# Moving least squares

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Moving least squares is a method of approximating a continuous functions from a set of eventually unorganized point samples via the calculation of a weighted least squares measure biased towards the region around the point at which the approximation value is requested.

In computer graphics, the moving least squares method is useful for reconstructing a surface from a set of points. Often it is used to create a 3D surface from a cloud of points through either downsampling or upsampling.

## Problem statement

Consider the problem of adjusting an approximation of some function to best fit a given data set. The data set consist of n points

${\displaystyle (y_{i},{\mathbf {x}}_{i}),i=1,2,\dots ,n.}$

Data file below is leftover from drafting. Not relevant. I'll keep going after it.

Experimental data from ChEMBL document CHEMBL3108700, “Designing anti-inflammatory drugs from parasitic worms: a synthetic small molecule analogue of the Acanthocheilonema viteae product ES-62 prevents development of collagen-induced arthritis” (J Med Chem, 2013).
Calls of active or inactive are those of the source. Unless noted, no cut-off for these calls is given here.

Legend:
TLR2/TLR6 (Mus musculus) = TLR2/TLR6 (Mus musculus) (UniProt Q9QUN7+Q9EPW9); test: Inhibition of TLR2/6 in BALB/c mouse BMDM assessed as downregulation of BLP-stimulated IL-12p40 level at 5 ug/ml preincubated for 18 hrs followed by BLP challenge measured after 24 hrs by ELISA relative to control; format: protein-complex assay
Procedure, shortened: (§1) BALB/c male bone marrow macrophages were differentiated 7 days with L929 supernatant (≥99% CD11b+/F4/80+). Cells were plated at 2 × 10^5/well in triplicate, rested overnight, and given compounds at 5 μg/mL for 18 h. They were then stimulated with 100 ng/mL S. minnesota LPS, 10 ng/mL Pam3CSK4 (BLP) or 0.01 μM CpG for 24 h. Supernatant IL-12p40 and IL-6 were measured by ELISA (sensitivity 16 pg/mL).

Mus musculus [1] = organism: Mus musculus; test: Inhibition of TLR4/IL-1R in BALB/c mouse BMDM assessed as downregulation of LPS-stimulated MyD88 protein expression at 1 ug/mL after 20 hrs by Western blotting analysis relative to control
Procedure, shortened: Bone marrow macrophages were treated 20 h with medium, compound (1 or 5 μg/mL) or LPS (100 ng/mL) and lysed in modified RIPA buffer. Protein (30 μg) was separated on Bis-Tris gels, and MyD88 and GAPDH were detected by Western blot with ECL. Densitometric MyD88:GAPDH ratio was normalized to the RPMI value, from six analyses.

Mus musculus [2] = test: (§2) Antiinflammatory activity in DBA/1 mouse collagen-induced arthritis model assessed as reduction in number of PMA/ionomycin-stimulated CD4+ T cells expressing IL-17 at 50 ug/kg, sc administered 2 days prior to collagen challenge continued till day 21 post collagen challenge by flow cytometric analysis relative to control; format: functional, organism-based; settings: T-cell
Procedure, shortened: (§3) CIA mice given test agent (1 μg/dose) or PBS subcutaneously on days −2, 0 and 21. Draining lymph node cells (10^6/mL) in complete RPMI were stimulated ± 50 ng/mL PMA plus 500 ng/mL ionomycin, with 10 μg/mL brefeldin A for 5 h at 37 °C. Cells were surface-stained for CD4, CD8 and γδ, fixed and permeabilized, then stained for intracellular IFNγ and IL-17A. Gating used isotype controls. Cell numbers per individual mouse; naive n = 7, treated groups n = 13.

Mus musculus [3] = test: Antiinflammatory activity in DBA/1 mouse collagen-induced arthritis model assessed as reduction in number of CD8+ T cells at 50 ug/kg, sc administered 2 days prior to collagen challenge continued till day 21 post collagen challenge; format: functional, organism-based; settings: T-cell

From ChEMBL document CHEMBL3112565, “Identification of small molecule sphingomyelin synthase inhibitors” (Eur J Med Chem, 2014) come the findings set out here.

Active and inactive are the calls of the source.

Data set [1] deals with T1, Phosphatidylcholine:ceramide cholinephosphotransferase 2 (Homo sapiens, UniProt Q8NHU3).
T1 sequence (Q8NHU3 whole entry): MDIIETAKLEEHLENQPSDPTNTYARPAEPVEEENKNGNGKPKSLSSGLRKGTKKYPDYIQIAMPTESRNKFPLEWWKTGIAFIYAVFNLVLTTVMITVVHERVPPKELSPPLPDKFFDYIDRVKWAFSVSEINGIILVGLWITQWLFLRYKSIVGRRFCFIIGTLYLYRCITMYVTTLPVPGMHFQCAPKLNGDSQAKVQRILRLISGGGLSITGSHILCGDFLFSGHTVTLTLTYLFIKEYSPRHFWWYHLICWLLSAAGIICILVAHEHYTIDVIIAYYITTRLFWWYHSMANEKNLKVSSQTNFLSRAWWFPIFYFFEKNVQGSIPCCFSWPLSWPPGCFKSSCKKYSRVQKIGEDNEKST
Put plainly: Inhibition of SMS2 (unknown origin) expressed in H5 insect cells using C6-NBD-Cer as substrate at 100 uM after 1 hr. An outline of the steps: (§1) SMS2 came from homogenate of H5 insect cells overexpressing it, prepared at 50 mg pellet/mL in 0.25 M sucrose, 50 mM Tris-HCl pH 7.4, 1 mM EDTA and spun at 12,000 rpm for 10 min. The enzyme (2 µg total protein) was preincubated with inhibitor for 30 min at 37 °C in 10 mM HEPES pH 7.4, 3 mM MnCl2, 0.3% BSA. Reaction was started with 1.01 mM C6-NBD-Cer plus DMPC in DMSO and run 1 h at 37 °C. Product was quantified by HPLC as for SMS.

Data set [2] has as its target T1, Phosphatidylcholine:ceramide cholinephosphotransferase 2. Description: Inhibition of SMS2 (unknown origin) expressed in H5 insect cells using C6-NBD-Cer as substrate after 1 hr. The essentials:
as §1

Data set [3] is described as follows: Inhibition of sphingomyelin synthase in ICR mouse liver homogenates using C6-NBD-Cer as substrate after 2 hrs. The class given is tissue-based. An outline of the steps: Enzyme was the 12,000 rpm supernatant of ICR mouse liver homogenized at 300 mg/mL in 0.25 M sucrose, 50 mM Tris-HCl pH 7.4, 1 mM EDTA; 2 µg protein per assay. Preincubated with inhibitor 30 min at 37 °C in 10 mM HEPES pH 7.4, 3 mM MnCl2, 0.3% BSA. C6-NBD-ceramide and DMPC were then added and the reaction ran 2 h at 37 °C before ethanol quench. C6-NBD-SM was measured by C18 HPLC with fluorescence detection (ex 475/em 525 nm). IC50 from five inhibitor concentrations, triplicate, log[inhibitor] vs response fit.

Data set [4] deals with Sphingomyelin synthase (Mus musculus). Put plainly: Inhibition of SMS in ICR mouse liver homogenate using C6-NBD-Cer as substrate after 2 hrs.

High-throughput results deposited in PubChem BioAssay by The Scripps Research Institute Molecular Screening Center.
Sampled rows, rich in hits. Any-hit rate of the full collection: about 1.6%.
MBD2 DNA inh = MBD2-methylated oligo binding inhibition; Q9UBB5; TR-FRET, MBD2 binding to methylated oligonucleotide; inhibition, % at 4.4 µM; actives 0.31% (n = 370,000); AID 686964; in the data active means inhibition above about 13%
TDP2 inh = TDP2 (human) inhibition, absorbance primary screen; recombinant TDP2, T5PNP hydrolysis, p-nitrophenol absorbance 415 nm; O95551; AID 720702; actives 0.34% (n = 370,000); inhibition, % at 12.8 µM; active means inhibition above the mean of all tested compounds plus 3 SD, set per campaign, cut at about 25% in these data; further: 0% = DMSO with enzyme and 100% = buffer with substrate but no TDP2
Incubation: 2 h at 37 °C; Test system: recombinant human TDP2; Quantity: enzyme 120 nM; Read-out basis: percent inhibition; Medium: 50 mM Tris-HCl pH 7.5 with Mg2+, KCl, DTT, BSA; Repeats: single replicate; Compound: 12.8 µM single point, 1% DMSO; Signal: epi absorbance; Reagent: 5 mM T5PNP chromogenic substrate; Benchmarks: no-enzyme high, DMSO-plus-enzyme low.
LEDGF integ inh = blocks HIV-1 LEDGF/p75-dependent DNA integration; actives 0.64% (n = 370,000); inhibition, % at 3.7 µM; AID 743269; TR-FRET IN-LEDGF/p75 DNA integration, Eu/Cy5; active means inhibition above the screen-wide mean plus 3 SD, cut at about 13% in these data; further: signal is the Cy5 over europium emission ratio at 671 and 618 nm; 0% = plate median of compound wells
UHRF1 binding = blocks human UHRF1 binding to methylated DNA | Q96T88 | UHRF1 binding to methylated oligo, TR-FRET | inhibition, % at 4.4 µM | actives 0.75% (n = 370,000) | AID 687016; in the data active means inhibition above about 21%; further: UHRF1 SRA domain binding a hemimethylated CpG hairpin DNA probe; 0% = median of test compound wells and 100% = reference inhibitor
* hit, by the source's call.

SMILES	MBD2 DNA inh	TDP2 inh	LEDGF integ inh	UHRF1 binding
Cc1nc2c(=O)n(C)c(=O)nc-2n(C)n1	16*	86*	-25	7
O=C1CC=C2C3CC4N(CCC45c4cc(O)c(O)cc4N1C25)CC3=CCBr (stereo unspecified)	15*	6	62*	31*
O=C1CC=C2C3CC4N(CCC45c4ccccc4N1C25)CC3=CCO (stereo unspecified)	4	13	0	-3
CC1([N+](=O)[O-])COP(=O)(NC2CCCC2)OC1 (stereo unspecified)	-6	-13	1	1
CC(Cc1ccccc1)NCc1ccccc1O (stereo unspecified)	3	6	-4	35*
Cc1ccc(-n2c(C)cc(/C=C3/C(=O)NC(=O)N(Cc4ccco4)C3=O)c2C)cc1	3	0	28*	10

We define an approximation in a similar way as in the weighted least squares, but in such a way that its adjustable coefficients depend on the independent variables:

${\displaystyle y=f({\mathbf {x}};{\mathbf {a}}({\mathbf {x}})),}$

where y is the dependent variable, x are the independent variables, and a(x) are the non-constant adjustable parameters of the model. In each point x where the approximation should be evaluated, we calculate the local values of these parameters such that the model best fits the data according to a defined error criterion. The parameters are obtained by minimization of the weighted sum of squares of errors,

${\displaystyle S({\mathbf {a}}({\mathbf {x}}))=\sum _{i=1}^{n}w_{i}({\mathbf {x}})(y_{i}-f({\mathbf {x}}_{i};{\mathbf {a}}({\mathbf {x}})))^{2},}$

with respect to the adjustable parameters of the model a(x) in the point of evaluation of the approximation. Note that weights are replaced by weighting functions, which are usually bell-like functions centered around xi.